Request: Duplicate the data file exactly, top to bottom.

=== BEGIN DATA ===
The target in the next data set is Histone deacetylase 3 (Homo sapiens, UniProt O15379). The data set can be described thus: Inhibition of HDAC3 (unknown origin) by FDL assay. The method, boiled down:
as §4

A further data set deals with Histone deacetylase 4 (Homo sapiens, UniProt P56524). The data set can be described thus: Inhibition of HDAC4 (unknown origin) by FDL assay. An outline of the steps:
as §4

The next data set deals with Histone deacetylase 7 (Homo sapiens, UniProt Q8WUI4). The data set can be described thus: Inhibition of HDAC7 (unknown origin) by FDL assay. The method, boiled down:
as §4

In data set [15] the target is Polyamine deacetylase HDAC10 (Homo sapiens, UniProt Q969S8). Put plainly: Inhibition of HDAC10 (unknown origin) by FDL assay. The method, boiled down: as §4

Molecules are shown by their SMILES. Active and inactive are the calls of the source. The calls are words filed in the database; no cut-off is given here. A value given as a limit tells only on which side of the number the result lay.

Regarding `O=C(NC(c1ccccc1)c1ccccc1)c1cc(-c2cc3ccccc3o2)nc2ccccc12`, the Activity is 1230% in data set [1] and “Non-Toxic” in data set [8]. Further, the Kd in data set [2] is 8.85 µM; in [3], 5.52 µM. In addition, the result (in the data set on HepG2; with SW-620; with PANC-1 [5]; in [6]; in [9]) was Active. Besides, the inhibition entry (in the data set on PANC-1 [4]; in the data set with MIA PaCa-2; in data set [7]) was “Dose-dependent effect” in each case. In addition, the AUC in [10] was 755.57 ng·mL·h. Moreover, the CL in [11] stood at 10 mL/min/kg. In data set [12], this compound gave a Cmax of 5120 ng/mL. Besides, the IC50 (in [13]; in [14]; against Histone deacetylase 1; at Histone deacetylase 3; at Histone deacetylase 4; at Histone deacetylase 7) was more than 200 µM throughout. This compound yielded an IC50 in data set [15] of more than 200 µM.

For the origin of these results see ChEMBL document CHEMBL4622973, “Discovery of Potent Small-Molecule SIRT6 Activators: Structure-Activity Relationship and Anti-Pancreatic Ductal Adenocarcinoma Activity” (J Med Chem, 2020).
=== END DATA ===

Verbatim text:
The target in the next data set is Histone deacetylase 3 (Homo sapiens, UniProt O15379). The data set can be described thus: Inhibition of HDAC3 (unknown origin) by FDL assay. The method, boiled down:
as §4

A further data set deals with Histone deacetylase 4 (Homo sapiens, UniProt P56524). The data set can be described thus: Inhibition of HDAC4 (unknown origin) by FDL assay. An outline of the steps:
as §4

The next data set deals with Histone deacetylase 7 (Homo sapiens, UniProt Q8WUI4). The data set can be described thus: Inhibition of HDAC7 (unknown origin) by FDL assay. The method, boiled down:
as §4

In data set [15] the target is Polyamine deacetylase HDAC10 (Homo sapiens, UniProt Q969S8). Put plainly: Inhibition of HDAC10 (unknown origin) by FDL assay. The method, boiled down: as §4

Molecules are shown by their SMILES. Active and inactive are the calls of the source. The calls are words filed in the database; no cut-off is given here. A value given as a limit tells only on which side of the number the result lay.

Regarding `O=C(NC(c1ccccc1)c1ccccc1)c1cc(-c2cc3ccccc3o2)nc2ccccc12`, the Activity is 1230% in data set [1] and “Non-Toxic” in data set [8]. Further, the Kd in data set [2] is 8.85 µM; in [3], 5.52 µM. In addition, the result (in the data set on HepG2; with SW-620; with PANC-1 [5]; in [6]; in [9]) was Active. Besides, the inhibition entry (in the data set on PANC-1 [4]; in the data set with MIA PaCa-2; in data set [7]) was “Dose-dependent effect” in each case. In addition, the AUC in [10] was 755.57 ng·mL·h. Moreover, the CL in [11] stood at 10 mL/min/kg. In data set [12], this compound gave a Cmax of 5120 ng/mL. Besides, the IC50 (in [13]; in [14]; against Histone deacetylase 1; at Histone deacetylase 3; at Histone deacetylase 4; at Histone deacetylase 7) was more than 200 µM throughout. This compound yielded an IC50 in data set [15] of more than 200 µM.

For the origin of these results see ChEMBL document CHEMBL4622973, “Discovery of Potent Small-Molecule SIRT6 Activators: Structure-Activity Relationship and Anti-Pancreatic Ductal Adenocarcinoma Activity” (J Med Chem, 2020).